CDKN2A: the IVS2-105A/G intronic mutation found in an Italian patient affected by eight primary melanomas

Journal of Investigative Dermatology (Impact Factor: 7.22). 03/2004; 122(2):450-1. DOI: 10.1046/j.0022-202X.2004.22222.x
Source: PubMed


The Journal of Investigative Dermatology publishes basic and clinical research in cutaneous biology and skin disease.

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    • "In the CDKN2A promoter region germline mutations occur rarely (Liu et al. 1999; Harland et al. 2000; Pollock et al. 2001). Recently, the lack of detectable mutations has been partly explained by the observation of noncoding mutations deep in the introns (Harland et al. 2001; Majore et al. 2004; Harland et al. 2005a). However, there are still a signifi cant proportion of 9p21-linked families in which the susceptibility to melanoma remains unexplained. "
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    ABSTRACT: CDKN2A at chromosome band 9p21 is the most important melanoma susceptibility gene identifi ed to date. Germline mutations of CDKN2A have been detected in melanoma families worldwide but the overall proportion of families with identifi ed mutations remains moderate. Here we applied a novel method, called multiplex ligation-dependent probe amplifi cation (MLPA), for detection of germline deletions at 9p21 in four melanoma-prone families from Latvia with no previously detected CDKN2A point mutations. No germline deletions were identifi ed, excluding 9p21 deletions as a causal event in the patients analysed. However, we describe the application of MLPA and show the advantages of the method in gene dosage analysis.
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    ABSTRACT: Although the CDKN2A gene has been shown to be the major genetic determinant governing high-penetrance susceptibility to melanoma, there remains a significant proportion of melanoma pedigrees in which germline mutations of CDKN2A have not been identified. We have therefore studied the prevalence of germline 9p deletions encompassing the CDKN2 locus in melanoma pedigrees, using multiplex ligation-dependent probe amplification. Germline deletions were found in 3 of 93 UK pedigrees, with no previously identified CDKN2A mutations. A hemizygous deletion of CDKN2A exon 1beta previously reported by this group was confirmed in one family and identified in a second. Microsatellite analysis determined that these two families were ancestrally related. In the third family, a novel p16 hemizygous deletion involving CDKN2A exons 1alpha, 2, and 3 was detected. An additional 9p21 deletion reported previously in a USA melanoma-neural system tumor family was shown to involve CDKN2A exon 1beta, and not p16. The CDKN2A exon 1beta deletions provide further evidence that this tumor suppressor gene is important in melanoma-neural system tumor susceptibility, but do not exclude the possibility of a novel gene or regulatory element also being deleted in this region. Deletions at 9p21 are rare and explain only a small proportion of melanoma susceptibility. This study is the first to comprehensively exclude deletions in melanoma-prone families with no previously identified CDKN2A mutations.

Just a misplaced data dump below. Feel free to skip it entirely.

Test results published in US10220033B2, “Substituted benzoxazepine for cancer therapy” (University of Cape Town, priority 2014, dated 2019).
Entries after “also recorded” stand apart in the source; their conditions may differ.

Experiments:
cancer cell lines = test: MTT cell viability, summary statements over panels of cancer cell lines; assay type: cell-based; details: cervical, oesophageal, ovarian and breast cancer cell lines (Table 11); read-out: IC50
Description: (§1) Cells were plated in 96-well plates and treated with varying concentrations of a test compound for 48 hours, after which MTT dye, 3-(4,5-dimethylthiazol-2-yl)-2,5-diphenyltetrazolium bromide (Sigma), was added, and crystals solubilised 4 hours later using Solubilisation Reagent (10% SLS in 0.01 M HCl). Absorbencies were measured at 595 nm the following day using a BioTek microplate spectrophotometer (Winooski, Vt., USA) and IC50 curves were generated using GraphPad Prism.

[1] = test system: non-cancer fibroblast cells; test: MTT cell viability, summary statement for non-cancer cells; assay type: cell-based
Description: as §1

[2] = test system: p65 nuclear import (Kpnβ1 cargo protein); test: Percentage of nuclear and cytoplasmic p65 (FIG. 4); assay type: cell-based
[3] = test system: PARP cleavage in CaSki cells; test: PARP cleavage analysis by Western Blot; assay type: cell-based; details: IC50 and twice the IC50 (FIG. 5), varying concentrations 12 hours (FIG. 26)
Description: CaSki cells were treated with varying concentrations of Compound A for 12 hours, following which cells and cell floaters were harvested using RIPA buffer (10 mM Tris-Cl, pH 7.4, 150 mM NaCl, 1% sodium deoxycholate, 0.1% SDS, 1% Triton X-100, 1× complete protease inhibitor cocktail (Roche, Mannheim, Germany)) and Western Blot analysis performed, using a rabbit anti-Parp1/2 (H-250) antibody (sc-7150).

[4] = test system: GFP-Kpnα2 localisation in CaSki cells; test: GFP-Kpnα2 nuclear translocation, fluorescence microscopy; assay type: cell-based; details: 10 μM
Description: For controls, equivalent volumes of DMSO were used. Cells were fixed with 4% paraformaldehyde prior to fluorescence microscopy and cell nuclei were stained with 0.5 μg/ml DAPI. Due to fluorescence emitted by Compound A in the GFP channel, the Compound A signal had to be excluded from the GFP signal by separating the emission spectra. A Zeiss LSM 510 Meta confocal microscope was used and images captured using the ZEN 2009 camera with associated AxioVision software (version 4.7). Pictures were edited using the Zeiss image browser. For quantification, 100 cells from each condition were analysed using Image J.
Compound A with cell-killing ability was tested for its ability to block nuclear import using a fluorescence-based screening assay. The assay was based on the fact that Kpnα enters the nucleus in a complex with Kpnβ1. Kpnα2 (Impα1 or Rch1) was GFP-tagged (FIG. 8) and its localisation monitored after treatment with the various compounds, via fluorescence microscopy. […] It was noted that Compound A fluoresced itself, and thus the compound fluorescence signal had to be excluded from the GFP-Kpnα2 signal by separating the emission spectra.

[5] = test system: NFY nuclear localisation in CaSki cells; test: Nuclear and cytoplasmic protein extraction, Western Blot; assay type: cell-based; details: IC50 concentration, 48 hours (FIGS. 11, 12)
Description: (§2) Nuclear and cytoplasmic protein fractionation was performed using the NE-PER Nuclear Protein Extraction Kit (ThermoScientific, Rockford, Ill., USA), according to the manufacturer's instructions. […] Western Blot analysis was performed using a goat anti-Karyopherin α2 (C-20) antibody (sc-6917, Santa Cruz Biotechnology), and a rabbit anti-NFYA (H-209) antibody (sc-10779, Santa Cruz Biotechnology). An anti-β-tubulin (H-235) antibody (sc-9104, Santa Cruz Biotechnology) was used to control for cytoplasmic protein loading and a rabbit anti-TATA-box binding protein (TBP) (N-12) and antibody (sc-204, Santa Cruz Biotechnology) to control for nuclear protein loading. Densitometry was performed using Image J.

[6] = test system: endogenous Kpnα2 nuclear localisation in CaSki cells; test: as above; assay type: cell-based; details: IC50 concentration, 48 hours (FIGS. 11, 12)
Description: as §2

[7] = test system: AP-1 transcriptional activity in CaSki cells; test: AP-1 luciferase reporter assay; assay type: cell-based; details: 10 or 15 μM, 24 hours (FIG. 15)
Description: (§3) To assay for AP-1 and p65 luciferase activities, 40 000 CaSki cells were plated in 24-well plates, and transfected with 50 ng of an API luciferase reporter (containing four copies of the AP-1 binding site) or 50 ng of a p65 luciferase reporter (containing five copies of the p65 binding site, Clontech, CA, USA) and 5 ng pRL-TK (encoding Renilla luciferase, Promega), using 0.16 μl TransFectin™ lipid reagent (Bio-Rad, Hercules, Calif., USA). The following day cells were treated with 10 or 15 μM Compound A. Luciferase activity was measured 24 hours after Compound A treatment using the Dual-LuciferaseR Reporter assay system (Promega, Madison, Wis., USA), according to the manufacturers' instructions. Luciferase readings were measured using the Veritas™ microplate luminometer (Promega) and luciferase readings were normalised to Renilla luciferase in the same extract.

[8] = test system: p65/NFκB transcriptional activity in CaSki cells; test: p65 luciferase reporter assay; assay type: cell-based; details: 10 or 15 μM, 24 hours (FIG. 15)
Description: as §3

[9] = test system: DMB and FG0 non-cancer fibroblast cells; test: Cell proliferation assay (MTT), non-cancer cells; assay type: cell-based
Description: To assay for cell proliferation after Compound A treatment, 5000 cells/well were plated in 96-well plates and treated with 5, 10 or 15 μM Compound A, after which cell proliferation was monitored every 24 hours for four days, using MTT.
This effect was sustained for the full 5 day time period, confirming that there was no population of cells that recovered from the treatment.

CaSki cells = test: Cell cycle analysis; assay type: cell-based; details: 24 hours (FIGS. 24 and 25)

Genes Chromosomes and Cancer 11/2005; 44(3):292-300. DOI:10.1002/gcc.20238 · 4.04 Impact Factor
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    ABSTRACT: Mutations in the CDKN2A gene underlie melanoma susceptibility in as many as 50% of melanoma kindreds in selected populations, and several CDKN2A founder mutations have been described. Inherited mutations in CDKN2A have been found to be associated with other, non-melanoma cancers including pancreatic cancer (PC) and neural system tumors (NST). Here we report a novel germline mutation in exon 1 of the CDKN2A gene, E27X, which we first detected in melanoma patients living in or originally from a small geographic area bordering Liguria in north-western Italy. A subset of melanoma kindreds positive for this mutation displayed PC and neuroblastoma. E27X generates a premature stop codon, leading to dramatically reduced protein levels of p16 and leaving p14ARF unaltered. As PC and NSTs have been postulated to be preferentially associated with CDKN2A mutations located in exon 2 and/or affecting p14ARF alone, the position of E27X in exon 1alpha provides interesting insights towards clarifying the mechanisms by which the CDKN2A/ARF locus is involved in cancer predisposition.
    Human Molecular Genetics 10/2006; 15(18):2682-9. DOI:10.1093/hmg/ddl199 · 6.39 Impact Factor
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